In the gymnastics world, Texas Dreams and WCC are the ivy leagues.
To compete on the same level as some of the best gymnasts in the world, Sydney follows a strict daily schedule that combines rigorous training with all of the homework and other responsibilities that come along with being a sophomore in high school.
Every morning, Sydney wakes up at 6 a.m., throws on a gymnastics leotard, brushes her teeth and puts in her contacts. She walks downstairs, grabs a breakfast bar and heads out the door.
She spends the next 4.5 hours at the gym and an hour doing intense conditioning. After her workouts, she comes home to do school work virtually before her second gym session which lasts two hours. In total, Sydney spends 34 hours per week at the gym, working toward her ultimate goal of becoming an Olympic gymnast.
A normal school experience is just one of the many things Sydney’s had to give up for her gymnastics career. Because she spends so many hours at the gym and moves so frequently, Sydney has been homeschooled since was young.
She’s always been alone in her learning. She’s willing to sacrifice the normalcy of her life as a teenager for the chance to one day perform for millions of people in the Olympics.
Since LISD has embraced virtual learning, she’s gotten the opportunity to experience her sophomore year at Marcus. This year has been the first time in her high school experience that she has seen classmates.
Soon after Sydney joined Texas Dreams, she qualified for USAG’s Junior International Elite at age 13. Level 10 is a huge achievement, but it’s something a lot of people are able to attain, while Junior Elite is a combination of the level 10 skills and natural ability. In 2021, only 18 gymnasts in the country qualified for Junior Elite meets.
Elite level is a crucial step to becoming an Olympic athlete, and Junior Elite is a lower level made for younger athletes. Being a Junior Elite gymnast allowed Sydney to compete in other countries, such as Italy and Hungary.
Sydney’s skills also caught the attention of UCLA. Sydney went with her friends and family in 2018 to visit the campus and talk to athletes and coaches.
“I got to meet all the teammates that were there for the visit and I got to meet all the athletes on the team as of that year,” Sydney said.
About a month after Sydney’s original college visit, the UCLA gymnastics head coach, Chris Waller, called the Barros family to ask if Sydney would be interested in a scholarship. Sydney quickly accepted the offer and, as a freshman in high school, verbally committed to UCLA.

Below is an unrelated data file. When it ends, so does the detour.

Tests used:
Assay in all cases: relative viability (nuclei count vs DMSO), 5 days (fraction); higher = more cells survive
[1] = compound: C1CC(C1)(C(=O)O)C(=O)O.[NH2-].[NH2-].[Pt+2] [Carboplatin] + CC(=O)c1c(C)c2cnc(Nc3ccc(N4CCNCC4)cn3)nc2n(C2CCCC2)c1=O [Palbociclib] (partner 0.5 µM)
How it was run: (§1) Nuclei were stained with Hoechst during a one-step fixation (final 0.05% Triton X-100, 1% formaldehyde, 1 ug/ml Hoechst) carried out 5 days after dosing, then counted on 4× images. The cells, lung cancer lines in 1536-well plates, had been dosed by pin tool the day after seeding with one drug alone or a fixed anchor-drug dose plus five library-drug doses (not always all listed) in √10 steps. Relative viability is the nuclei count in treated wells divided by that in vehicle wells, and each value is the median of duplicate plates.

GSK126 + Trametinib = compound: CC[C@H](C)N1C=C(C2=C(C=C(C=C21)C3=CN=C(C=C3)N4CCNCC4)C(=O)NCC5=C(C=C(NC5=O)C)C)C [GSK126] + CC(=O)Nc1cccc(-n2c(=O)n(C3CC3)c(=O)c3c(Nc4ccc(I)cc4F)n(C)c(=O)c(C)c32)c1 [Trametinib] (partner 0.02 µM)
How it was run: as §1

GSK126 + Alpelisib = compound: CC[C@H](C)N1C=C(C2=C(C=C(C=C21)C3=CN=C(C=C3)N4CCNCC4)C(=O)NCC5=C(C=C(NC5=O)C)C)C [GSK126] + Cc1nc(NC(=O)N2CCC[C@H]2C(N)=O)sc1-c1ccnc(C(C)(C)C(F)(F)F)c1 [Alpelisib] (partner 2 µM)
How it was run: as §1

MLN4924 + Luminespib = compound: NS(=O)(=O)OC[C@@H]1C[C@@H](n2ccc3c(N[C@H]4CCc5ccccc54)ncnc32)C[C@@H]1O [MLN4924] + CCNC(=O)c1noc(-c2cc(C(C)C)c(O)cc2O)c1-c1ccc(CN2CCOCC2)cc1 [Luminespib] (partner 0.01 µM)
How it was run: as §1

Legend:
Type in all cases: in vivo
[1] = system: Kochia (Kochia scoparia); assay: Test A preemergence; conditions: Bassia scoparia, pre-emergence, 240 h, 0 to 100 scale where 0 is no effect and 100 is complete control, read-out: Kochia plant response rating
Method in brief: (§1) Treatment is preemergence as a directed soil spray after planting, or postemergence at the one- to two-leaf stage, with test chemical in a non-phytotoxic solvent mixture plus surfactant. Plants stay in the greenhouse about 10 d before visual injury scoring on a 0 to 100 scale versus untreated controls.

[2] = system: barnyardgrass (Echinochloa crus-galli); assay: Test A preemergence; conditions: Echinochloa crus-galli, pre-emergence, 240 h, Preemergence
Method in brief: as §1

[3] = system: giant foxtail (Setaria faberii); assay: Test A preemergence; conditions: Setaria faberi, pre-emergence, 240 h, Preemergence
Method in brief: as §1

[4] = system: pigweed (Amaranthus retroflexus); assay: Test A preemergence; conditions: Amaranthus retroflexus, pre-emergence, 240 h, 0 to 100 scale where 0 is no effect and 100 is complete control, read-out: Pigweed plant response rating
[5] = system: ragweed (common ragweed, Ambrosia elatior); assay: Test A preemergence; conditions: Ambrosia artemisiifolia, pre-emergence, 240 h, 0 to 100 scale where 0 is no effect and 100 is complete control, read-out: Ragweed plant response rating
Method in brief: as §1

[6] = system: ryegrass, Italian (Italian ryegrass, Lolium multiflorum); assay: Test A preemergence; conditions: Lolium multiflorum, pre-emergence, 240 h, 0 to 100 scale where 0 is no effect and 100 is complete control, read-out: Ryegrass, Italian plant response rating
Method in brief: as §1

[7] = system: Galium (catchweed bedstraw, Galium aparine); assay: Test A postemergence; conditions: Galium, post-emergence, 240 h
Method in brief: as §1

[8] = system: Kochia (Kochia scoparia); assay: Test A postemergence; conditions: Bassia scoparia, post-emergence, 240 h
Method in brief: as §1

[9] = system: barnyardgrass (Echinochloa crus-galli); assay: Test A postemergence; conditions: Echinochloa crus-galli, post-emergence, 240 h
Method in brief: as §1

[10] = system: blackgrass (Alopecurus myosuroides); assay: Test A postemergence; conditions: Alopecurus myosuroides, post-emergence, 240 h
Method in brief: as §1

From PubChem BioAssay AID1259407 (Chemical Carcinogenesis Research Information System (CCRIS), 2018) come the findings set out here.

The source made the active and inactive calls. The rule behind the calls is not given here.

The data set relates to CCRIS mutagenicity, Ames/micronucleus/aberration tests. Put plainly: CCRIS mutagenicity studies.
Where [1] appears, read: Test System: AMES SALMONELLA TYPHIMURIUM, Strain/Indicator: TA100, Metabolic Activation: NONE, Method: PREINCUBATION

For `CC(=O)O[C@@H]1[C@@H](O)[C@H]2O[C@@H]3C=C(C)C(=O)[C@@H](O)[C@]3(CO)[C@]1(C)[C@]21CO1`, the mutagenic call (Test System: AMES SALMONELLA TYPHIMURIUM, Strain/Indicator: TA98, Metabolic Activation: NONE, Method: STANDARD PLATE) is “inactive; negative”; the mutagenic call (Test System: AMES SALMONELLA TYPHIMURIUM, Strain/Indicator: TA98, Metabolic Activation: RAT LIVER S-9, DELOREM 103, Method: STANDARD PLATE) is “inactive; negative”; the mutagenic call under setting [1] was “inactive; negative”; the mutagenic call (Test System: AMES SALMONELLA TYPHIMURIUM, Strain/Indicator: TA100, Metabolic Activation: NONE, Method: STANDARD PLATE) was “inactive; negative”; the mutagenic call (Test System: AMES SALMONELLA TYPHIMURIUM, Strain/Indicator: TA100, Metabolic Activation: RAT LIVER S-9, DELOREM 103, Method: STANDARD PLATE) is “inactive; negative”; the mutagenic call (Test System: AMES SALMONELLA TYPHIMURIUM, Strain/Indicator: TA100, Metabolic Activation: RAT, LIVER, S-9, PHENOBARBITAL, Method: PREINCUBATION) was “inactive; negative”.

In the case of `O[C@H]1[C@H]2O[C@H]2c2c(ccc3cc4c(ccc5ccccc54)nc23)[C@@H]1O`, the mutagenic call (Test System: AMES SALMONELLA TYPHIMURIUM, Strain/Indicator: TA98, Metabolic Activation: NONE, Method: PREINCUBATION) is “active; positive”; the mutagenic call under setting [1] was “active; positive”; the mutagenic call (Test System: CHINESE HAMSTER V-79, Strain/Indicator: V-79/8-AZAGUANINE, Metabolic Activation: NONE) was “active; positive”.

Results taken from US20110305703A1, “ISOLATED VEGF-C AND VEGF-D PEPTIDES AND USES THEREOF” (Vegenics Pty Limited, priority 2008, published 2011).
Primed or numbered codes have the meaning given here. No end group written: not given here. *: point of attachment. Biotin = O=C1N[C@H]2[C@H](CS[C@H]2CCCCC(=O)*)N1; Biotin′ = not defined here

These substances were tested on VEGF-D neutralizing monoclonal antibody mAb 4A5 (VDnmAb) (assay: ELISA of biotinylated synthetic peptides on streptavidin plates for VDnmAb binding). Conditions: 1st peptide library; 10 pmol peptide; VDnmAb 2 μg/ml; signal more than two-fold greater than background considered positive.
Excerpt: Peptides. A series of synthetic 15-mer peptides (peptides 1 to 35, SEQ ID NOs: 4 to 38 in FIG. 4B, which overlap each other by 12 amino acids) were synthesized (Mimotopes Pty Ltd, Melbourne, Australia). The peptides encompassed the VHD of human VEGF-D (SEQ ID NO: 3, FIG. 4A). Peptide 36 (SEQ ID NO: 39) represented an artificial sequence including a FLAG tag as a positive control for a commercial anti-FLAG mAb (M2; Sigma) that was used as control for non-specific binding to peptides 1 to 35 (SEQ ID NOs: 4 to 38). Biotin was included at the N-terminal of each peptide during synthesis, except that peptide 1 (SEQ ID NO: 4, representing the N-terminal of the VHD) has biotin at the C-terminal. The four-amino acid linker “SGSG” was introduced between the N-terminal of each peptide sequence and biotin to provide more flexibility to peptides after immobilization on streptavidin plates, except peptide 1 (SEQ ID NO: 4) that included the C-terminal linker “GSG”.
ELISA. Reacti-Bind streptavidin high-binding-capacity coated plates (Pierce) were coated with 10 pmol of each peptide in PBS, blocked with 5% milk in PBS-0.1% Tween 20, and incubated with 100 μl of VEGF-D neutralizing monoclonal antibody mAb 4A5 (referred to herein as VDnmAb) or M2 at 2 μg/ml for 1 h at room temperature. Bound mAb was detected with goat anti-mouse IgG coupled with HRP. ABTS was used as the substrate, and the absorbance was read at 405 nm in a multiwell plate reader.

“He was confident in his decision and I was confident in my decision that I wanted to go there,” Sydney said. “So it was as easy as a phone call at the time.”
Sydney didn’t stop there. She kept attending camps and meets and training over 30 hours per week, pushing herself to Elite. After three years of hard work, Sydney achieved Elite status in 2021 at 16. She is now one of 50 Elite gymnasts in the United States and a quick Google search of her name brings up dozens of articles, meet records and photos of her performing gravity-defying skills.
After advancing to Elite, some gymnasts can become household names. Instead of performing in big local arenas, Elite gymnasts are watched on international television.
Sydney is well-known in the gymnastics world and competes against Olympic gymnasts such as Simone Biles and Laurie Hernandez. The people at the top of the gymnastics world have their eyes on her as a potential future Olympic champion.
“Elite is the only thing that’s going to make me able to have [the Olympics] within my reach,” Sydney said.
Because of the decision to move the 2020 Olympic Games to 2021, athletes like Sydney who were born in 2005 now qualify, giving her a chance at the Olympics in Tokyo.
The road to the Olympics from Elite isn’t easy. To be considered for Olympic Trials, gymnasts’ scores from past competitions are considered and they have to attend a special camp.
At the end of the camp, the committee, made up of some of the biggest names in gymnastics, decides who goes to the trials.
Because many of the gymnasts Sydney is competing with have been training for the 2020 Olympics for years, she doesn’t want to get her hopes up.
“I would love for this year,” Sydney said. “But there have already been gymnasts who have been working super hard throughout these years that have been eligible for a number of years to be at this Olympics.”
Even if Sydney doesn’t qualify this year, she plans to work toward the 2024 Summer Olympics in France.
“This is what I want to do in life,” Sydney said. “The Olympics is my ultimate goal.”